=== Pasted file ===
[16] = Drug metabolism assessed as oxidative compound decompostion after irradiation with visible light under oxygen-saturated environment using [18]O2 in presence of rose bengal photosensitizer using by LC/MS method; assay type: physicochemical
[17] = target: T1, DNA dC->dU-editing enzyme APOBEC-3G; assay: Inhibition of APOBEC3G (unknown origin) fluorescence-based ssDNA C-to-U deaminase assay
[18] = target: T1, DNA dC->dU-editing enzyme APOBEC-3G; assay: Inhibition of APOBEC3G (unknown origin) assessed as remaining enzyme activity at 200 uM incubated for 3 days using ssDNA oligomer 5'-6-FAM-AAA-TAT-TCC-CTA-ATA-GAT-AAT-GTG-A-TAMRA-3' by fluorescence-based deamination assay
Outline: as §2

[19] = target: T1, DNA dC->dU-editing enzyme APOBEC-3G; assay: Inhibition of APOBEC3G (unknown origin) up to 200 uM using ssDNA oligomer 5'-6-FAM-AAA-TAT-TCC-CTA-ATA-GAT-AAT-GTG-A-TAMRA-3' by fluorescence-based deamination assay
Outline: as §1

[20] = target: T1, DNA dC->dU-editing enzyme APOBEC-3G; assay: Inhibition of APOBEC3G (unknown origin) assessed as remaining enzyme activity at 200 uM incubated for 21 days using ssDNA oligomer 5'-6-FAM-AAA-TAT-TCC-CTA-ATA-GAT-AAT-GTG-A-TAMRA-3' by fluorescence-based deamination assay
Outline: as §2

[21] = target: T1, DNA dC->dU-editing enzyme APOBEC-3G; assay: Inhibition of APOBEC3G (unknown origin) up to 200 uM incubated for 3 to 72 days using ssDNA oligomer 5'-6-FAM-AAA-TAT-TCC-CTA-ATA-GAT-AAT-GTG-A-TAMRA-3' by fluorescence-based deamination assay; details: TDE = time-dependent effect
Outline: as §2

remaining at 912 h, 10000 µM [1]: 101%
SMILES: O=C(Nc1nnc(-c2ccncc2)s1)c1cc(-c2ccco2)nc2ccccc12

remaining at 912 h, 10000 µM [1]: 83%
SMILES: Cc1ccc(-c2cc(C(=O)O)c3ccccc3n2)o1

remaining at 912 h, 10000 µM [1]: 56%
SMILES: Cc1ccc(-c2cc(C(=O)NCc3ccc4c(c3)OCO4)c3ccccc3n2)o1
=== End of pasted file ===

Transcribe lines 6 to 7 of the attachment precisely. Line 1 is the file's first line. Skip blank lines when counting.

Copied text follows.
Outline: as §1

[20] = target: T1, DNA dC->dU-editing enzyme APOBEC-3G; assay: Inhibition of APOBEC3G (unknown origin) assessed as remaining enzyme activity at 200 uM incubated for 21 days using ssDNA oligomer 5'-6-FAM-AAA-TAT-TCC-CTA-ATA-GAT-AAT-GTG-A-TAMRA-3' by fluorescence-based deamination assay